Part of doing our duty in the war on terror is to protect the homeland. That’s part of our solemn responsibility. And we are taking unprecedented steps to protect the homeland. In the 2005 budget, as the Secretary mentioned, we proposed increases in homeland security spending. And some of those increases are measures to protect our seaports. And that’s why I’ve come to this vital seaport, to remind people — to remind the American people, as they pay attention to the debates in the halls of Congress, that we have a solemn duty to protect our homeland, including the seaports of America.
Bush admits he had no knowledge of the deal before his administration approved it, but he has also threatened to veto any legislation from Congress to overturn the sale. Why didn’t he know? Why would he veto? What’s at stake here?
In a press briefing on the 21st Donald Rumsfeld also claimed ignorance of the deal, but as Secretary of Defense, he is a member of the Committee on Foreign Investments in the United States – who unanimously approved the sale on February 13. Huh?
Of course one must ask – how is Cheney involved in this? Here’s one connection – Halliburton has used an offshore subsidiary incorporated in the Cayman Islands (where the company has no oil and gas construction or engineering operations) to trade with Iran. Halliburton Products and Services, a Cayman islands firm headquartered in Dubai, the United Arab Emirates, made over $39 million in 2003 (a $10 million increase from 2002) by selling oil-field services to customers in Iran. Offshore money laundering, trade with Iran, avoidance of America’s laws, presumably the usual Cayman Islands tax evasion… Is this just one clue to a much bigger picture? See also "All Roads Lead to Cheney" at Rense for information on a company called Prime Projects International Trading LLC (PPI). By the way, why is Halliburton still working for the US after ripping us off? Why was it awarded multiple no-bid contracts in the first place?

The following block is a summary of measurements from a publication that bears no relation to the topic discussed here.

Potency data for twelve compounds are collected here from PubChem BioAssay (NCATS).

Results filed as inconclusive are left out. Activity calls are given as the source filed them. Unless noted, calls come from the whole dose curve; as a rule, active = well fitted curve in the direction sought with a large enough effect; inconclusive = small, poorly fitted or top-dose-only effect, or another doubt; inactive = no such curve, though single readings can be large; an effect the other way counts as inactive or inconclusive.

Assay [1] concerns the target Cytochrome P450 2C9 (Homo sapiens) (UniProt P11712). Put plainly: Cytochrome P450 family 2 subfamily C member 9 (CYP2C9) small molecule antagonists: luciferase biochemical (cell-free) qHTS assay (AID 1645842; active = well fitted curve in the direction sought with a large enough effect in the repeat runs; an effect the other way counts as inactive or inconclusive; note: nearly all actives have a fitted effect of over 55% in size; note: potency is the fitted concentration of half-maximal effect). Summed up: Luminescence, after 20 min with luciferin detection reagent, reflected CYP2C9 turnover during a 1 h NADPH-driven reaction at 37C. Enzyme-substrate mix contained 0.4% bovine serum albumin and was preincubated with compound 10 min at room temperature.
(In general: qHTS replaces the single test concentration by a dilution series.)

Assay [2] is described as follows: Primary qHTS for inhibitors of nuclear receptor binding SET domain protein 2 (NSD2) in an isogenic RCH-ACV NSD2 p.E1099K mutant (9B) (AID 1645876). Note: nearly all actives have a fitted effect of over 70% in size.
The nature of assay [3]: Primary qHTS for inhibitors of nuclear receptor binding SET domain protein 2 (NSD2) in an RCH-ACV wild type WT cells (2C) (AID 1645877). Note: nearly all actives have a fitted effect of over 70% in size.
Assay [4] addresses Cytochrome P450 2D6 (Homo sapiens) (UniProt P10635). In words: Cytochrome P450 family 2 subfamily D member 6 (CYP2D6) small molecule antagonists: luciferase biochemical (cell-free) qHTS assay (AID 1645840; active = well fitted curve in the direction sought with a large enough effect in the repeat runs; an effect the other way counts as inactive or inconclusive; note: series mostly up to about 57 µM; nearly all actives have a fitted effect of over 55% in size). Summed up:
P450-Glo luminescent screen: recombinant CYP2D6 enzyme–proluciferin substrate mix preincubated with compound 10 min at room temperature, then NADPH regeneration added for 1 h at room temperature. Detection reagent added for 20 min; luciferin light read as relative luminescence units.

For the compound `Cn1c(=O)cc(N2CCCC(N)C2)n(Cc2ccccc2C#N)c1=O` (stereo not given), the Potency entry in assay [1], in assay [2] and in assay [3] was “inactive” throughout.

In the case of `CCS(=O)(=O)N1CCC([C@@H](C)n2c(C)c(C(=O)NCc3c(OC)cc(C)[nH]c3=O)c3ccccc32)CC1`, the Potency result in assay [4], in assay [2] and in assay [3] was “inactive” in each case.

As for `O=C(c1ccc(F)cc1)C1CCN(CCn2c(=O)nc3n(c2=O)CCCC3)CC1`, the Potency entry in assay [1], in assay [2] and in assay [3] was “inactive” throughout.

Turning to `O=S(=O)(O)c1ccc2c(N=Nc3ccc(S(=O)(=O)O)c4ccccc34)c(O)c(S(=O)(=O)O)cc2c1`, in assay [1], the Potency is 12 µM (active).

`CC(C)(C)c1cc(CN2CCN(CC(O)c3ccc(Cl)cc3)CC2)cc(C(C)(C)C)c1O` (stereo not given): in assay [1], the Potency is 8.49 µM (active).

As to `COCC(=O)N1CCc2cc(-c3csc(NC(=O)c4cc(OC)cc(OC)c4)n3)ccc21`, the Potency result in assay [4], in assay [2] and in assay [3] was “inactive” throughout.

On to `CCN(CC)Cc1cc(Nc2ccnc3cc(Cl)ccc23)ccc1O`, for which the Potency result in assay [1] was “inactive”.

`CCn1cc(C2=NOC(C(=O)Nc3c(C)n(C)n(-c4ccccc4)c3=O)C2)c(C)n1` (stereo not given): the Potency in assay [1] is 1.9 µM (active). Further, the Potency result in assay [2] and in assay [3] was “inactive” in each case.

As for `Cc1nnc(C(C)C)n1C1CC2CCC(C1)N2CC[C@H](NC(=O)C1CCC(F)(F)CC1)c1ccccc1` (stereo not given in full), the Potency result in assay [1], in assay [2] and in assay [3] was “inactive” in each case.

On CNN’s Late Edition (Feb. 19), Homeland Security Secretary Michael Chertoff appeared, only to assert a right to government secrecy.
The discussions are classified. I can’t get into the specifics here…
Why is it ok for Chertoff to refuse to talk about any of this? How can it be "classified"? What information exactly could be entrusted to a foreign government but not shared with the American people?
So my larger question is – who gains from this deal? What is the back story? How could this be classified? It seems to me that this bears a fractal resemblence to numerous other situations this administration has been involved with – The Carlisle Group, Enron, etc.
Homeland Unsecured has a detailed report about how the Bush Administration’s ties to industry and hostility to regulation leave our country vulnerable by failing to secure the most vulnerable, high-impact targets in our country. The report is based on an analysis of five key areas – chemical plants, nuclear plants, hazardous material transport, ports and water systems. citizens who still manage to think that Bush is "strong on security" still haven’t gotten an accurate picture. His comfty appearance as a swaggering little-boy cowboy-wanna-be doesn’t have anything to do with the realities of his policies and priorities.
Some of the Repubicans, every watchful of re-election, are starting to listen to some of their constituents on these topics. What they won’t do for the right reasons, they might do for the wrong ones. I’m not sure how to feel about that exactly, but I do welcome any signs that there might be any no-saying to this increasingly fascistic, heartless war-for-profit administration.
As with many situations involving the Bush administration, we may never know the whole story.